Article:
Monday, July 6, 2009

Holidays in D&D: Part Three

You make your ways through the crowded streets, passing by various buildings, some of which appear to be small privately owned shops, or minor pubs like the one you tried to gain entry to before. Likewise, these taverns also have their doors closed. You cross over Sharkfin Bridge and continue West through the slum district until you reach a main intersection.

To your right stands a tall, incredibly flashy building that seems out of place this close to the slums. Marble columns carved to resemble trees line the walls of the building and a large illusory image of a scandalously writhing woman with pale skin and green hair undulates on a miniature stage built to resemble a forest glen above the main entrance. A golden sign labels this establishment as "The Dancing Dryad". Unfortunately you only have time to catch a glance at it, as you hurry the rest of the way towards Oak Island.

Walking along this road you can see to your right where the rock drops off to a lower layer, and the western edge of the peninsula. This district is filled with large manors and expensive looking houses. Several roads lead down into the district, and city guard can be seen patrolling in small groups rather then individually around this high class district.

Reaching the eastern edge of the bridge connecting to Oak Island, you cross through a large stone structure, open to the air. A sign labels this structure as the "Saltmarsh Point Forum", and as you walk through the center of the forum, you pass by four statues, flanking you two to a side. The statues depict a paladin, a rogue, a wizard, and a druid - likenesses you imagine to the four adventurers who founded Saltmarsh so many years ago.

As you cross the bridge, you don't have to be a dwarf to admire the architectural wonder, as the bridge is held aloft by only four thin pilings that reach down to the ground and seabed below.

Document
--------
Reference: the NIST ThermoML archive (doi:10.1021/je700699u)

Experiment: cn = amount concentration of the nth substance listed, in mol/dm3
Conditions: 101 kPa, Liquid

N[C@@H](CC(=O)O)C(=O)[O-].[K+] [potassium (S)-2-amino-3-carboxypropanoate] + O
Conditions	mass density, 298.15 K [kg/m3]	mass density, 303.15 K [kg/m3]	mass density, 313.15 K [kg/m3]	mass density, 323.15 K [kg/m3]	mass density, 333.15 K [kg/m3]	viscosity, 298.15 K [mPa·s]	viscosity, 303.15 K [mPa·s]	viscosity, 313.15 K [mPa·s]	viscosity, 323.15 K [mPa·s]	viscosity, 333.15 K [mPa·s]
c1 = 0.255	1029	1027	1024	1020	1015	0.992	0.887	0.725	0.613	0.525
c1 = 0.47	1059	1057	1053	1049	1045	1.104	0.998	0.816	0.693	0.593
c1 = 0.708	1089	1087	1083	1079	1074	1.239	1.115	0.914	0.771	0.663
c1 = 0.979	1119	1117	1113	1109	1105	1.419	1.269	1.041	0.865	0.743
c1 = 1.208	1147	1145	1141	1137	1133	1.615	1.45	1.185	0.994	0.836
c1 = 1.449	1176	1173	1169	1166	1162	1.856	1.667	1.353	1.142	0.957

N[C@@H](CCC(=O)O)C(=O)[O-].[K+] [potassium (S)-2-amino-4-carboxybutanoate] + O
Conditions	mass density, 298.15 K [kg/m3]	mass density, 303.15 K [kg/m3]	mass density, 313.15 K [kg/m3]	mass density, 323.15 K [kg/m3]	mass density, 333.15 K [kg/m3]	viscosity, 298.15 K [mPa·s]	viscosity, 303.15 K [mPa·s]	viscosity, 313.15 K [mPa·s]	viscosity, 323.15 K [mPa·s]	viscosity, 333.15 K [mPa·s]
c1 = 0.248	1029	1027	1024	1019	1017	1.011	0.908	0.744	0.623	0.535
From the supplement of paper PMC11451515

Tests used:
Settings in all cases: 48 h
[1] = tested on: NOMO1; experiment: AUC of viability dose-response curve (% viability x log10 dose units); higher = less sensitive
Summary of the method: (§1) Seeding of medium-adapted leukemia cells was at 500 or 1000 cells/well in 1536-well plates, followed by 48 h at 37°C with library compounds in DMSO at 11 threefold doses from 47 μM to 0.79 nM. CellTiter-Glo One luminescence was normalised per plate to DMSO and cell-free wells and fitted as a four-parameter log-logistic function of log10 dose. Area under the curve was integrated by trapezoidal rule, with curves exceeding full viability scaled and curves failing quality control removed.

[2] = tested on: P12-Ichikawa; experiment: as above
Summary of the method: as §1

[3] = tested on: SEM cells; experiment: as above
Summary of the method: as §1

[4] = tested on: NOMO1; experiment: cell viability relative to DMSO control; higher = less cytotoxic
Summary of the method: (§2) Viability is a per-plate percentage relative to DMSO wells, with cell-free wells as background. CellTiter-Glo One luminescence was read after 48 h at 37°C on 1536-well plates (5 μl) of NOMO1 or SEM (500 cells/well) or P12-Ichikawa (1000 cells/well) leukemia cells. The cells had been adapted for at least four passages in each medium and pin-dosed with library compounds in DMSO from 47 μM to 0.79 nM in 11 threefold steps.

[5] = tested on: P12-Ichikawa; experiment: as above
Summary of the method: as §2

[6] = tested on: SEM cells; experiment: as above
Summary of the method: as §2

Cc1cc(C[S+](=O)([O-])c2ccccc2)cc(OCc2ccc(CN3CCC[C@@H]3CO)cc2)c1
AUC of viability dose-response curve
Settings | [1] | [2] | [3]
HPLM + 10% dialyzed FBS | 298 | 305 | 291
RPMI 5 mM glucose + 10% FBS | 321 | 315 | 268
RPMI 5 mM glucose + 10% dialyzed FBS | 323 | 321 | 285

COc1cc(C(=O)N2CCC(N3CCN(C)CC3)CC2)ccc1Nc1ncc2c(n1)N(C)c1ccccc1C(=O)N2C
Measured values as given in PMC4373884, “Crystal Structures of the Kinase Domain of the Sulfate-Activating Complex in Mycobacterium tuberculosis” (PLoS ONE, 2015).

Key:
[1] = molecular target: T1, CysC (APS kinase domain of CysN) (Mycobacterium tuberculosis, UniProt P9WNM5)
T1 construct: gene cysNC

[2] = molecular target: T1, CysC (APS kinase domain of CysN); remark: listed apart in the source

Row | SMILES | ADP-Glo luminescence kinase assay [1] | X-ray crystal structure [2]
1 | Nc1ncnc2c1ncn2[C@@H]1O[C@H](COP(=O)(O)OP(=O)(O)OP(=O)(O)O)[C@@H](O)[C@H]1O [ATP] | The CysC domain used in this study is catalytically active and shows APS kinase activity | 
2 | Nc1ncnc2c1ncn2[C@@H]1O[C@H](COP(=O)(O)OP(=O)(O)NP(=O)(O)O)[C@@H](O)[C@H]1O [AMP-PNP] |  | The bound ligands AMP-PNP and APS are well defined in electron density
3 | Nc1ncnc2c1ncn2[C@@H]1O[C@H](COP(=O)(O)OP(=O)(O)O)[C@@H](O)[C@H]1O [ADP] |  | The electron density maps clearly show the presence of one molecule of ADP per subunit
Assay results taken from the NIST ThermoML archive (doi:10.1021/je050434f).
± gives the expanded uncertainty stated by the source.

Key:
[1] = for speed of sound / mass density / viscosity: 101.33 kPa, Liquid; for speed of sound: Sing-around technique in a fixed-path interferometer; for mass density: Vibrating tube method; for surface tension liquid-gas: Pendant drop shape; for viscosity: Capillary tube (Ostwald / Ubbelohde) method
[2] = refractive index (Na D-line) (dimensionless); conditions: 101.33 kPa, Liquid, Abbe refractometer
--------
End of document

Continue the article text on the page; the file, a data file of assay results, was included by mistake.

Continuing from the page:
Crossing over to the other side, you enter a large abandoned squat stone keep, now overgrown with vines. Reaching the exit on the other side you are met with a sea of people.

Creatures of all races and genders crowd this small island, lining up before a large platform.

You can see a wide open span of the island stretching out behind the platform, dense patches of oak trees lining the edges of the plateau. Some of you manage to spot a small staircase to the side of the keep which you all head to, drawn both by the idea of not having to stand in the back row of an almost endless crowd of people.

You all make your way up onto the roof, passing by a young noble couple catching a private moment in the stairwell. They blush and run off as you approach, giggling. As you reach the roof, you all can't help but congratulate yourselves on such a find. You seem to be the only four up here, and sitting on the crenelated wall gives you a commanding view of the masses below, the arranged platform, and the island beyond.

Turning around you can see the city spread out before you, fireworks still echoing in the sky, as hippogryph riders do somersaults in the air. You sit back and manage to try and relax for the few minutes you have before the opening ceremonies start

- - -